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42. Spiritual warfare

Christian theology in a Sudanese context. God the Holy Spirit and our Christian experience.

Two dangers should be noted at the beginning of this subject. They are opposite extremes of each other. We should not over emphasise the devil and his spiritual forces, giving them too much attention. They do not deserve it! But neither should we ignore them completely, acting as if they do not exist. The devil is real and his forces are opposing all Christians who are seeking to live for the Lord Jesus Christ. “Satan is behind (and will help along) every belief or religion that is not honouring to Jesus Christ”. In Ephesians Paul links the visible world of church, community and family, with the invisible spirit-world. He makes reference to the spirit-world, “the heavenly realms”, in Ephesians 1:3; 1:10; 1:20-21; 2:2; 2:6; 4:14 and 4:27. Many of the challenges we face in the visible world can be influenced positively and negatively by activity in the invisible world. If our aim is “to live a life worthy of the calling”, Ephesians 4:1, then we will face many battles in both the physical and the spiritual realms. Holy living and prayer are our keys to spiritual victory.

Four general factors are involved in spiritual warfare: Firstly, there are the forces of evil (Ephesians 6:12). They are wicked. They are spiritual. Although invisible, they are real. These forces have systematic plans and they exert their strength and energy against Christians, verse 11. (See also 2 Corinthians 2:11). Ephesians 2:2-3 names the ‘world’, the ‘devil’ and our own ‘sinful nature’, as the alliance of evil forces set against us. Words used in the gospels include ‘demon’ (Greek – daimonion), a spiritual agent at work in heavenly realms; ‘evil spirit’ (Greek – paneros), a wicked and bad effect, influencing to pain or sorrow; and ‘unclean spirit’(Greek – akarthartos), something that defiles or makes impure. The ‘devil’ (Greek – diabolos) is an accuser and a slanderer. He tries to influence Christians in bad ways (Ephesians 4:27; 6:11). God created the devil (Colossians 1:16-17). He was known as the “morning star, son of the dawn”. He proudly rebelled against God and influenced other angels to do so with him. For this, he was judged by God along with his followers (Isaiah 14:12-15; 2 Peter 2:4; Jude :6). God has allowed the devil certain powers for a time, which are designed to prove the genuine faith that God’s people have in God (Job 1:6-2:10; 2 Corinthians 9:7-12). The devil knows and quotes Scripture (Matthew 4:5-7). He is Satan, the hostile enemy (Matthew 16:23). He is Beelzebub, the prince of demons (Matthew 12:24-28). He is Abaddon and Apollyon, Hebrew and Greek words both meaning ‘the destroyer’ (Revelation 9:11). He tried to destroy Jesus (Matthew 4:1-11). He tried to destroy Peter (Luke 22:31-34). He opposed Paul (1 Thessalonians 2:18). Satan is able to perform imitation miracles and astonishing signs designed to deceive people and take them away from the truth (2 Thessalonians 2:9-10). He is Belial, a Greek word meaning ‘worthless’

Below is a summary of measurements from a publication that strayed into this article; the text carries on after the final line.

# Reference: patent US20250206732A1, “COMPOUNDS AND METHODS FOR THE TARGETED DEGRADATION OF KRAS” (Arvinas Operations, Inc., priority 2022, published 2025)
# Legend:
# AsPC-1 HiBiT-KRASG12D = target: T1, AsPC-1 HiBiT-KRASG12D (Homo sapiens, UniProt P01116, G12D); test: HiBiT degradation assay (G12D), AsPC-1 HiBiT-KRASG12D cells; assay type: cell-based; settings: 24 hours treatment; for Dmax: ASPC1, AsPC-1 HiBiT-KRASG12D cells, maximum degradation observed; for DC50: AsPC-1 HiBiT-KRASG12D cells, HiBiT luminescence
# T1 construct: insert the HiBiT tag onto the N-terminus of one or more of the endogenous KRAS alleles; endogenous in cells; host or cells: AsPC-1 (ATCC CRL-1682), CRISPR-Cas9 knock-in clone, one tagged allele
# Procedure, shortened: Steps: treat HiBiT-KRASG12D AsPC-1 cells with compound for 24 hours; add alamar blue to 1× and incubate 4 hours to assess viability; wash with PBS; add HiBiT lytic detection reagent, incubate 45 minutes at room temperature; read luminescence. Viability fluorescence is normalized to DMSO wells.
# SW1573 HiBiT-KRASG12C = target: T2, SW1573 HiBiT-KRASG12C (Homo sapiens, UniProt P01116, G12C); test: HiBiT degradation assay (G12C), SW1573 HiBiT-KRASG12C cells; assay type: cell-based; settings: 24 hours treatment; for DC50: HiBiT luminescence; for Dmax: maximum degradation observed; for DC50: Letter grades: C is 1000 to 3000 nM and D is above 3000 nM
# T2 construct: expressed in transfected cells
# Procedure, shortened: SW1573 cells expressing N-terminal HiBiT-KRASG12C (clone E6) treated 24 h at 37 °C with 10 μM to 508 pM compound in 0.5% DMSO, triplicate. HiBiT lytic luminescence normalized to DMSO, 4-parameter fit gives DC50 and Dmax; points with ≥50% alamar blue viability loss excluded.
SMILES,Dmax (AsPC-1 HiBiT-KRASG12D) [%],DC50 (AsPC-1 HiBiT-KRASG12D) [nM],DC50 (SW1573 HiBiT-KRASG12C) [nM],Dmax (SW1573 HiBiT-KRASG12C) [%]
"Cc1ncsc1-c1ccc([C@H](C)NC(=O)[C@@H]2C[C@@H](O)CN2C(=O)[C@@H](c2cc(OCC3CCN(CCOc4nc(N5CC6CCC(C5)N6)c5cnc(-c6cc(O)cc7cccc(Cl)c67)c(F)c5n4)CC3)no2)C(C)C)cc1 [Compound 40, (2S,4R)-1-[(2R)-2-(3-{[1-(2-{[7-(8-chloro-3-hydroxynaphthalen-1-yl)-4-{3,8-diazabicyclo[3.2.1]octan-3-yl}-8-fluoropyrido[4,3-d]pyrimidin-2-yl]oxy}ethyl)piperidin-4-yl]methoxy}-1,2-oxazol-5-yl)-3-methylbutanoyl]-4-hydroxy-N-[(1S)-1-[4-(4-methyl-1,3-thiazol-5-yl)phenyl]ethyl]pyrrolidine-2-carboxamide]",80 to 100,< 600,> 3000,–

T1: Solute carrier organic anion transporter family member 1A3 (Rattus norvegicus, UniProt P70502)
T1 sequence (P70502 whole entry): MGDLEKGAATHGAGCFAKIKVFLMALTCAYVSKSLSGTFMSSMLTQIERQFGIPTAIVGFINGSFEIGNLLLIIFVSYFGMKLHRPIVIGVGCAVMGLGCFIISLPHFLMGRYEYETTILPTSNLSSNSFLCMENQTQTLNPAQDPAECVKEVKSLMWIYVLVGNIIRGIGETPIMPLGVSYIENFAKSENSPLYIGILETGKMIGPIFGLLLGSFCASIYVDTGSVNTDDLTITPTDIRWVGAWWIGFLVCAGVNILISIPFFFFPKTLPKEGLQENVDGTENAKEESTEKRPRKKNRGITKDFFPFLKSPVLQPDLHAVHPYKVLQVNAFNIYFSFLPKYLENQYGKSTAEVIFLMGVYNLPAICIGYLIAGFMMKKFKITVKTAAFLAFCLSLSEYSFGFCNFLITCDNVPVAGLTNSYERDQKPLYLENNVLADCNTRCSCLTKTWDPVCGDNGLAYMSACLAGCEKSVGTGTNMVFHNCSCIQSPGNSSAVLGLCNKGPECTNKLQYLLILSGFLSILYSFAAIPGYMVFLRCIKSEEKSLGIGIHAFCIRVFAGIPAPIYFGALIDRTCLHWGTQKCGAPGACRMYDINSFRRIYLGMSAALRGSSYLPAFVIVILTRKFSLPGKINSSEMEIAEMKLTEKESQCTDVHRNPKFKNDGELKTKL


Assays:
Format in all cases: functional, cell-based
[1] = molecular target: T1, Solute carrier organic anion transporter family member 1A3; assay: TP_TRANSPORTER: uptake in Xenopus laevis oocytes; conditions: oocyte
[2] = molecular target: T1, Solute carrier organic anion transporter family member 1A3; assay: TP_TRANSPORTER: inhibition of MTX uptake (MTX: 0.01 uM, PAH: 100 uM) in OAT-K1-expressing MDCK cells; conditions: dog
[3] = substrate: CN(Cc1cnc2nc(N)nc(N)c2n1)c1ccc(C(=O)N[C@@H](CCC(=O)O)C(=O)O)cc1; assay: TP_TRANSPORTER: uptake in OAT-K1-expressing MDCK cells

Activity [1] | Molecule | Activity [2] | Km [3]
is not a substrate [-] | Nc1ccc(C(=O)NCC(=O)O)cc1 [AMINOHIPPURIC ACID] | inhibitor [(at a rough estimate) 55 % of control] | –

(2 Corinthians 6:15). Jesus used the names Satan and Beelzebub for the devil, and described him as a murderer, a liar, and the prince of this world, (Matthew 4:10; Matthew 12:26-27; John 8:44; John 12:31). Secondly, there is the armour of God. (Ephesians 6:11). The Lord Jesus is the One who gives Christians the ‘mighty power’ of this armour, verse 10. In Jesus Christ we have every spiritual blessing that we ever need, (Ephesians 1:3). Christians do not fight for victory in spiritual warfare, we fight from victory. In Ephesians 1, notice “how incredibly great is His power to help those who believe in Him” 1:19 (J. B. Philips paraphrase). (Ephesians 1:3; 1:4; 1:7; 1:11; 1:13; 1:19). The same God Who puts us into Christ, provides us with armour. Our responsibility is to put the armour on (Ephesians 6:11; 6:13). The helmet assures the head of protection. Our salvation is in Christ alone. This indispensable doctrine is our indestructible defence.The sword can be used in attack and in defence. This word of God used under the influence of the Spirit of God is potent. The shield displays our colours – Who we belong to – and it gives us cover whenever we are attacked. It is a protection as we advance, rather than something to passively hide behind. The breastplate protects the heart. Jesus is our righteousness. He cleanses us from all sins we confess to Him. A person can survive a wounded limb, but a stab in the heart would be fatal. The belt gives support to the body and to the armour. God’s word is always the truth; we should live true to it. An honest walk with God leads to our witness being enforced by our own way of living. People around us see what we are, as well as hear what we say. Thirdly, we must take a firm stand (Ephesians 6:13-14). If we give up the resources we have in Christ, and try to live on our own abilities, we give advantage to the devil. The words ‘stand’ or ‘withstand’ come five times in Ephesians 6:10-20. The omnipotent God waits for us to take the initiative in battle, and then He fights with us. We take our stand by counting on Jesus’ sovereign authority (Matthew 28:18). We use the name of Jesus in our prayers (John 14:13-14; John 15:16; John 16:23-24). We plead the blood of Jesus as our righteousness (Romans 3:21-26). We use the Scriptures as Jesus did (Matthew 4:4, 7, 10). We claim Jesus’ victory on the cross as the grounds for our victory whatever is facing us (Colossians 2: 13-15). To ‘take a stand’ means to maintain your position in the face of the enemy. Fourthly, prayer is warfare. It is campaigning against the evil one (Ephesians 6:18-20). Prayer is the communication between the soldier in action and his headquarters back home. How should we pray? “In the Spirit”. For whom should we pray? “For all the saints”. When should we pray? “On all occasions”. What should we pray? “All kinds of prayers and requests”. How long should we pray? “Always keep on”. Paul has already shown how he prayed for the church in Ephesus (Ephesians 1:15-19; 3:14-19). He prayed that they would know God better, which is always how to ‘be strong in the Lord’. As we pray we realise“God’s incomparably great power for us who believe”, (Ephesians 1:19).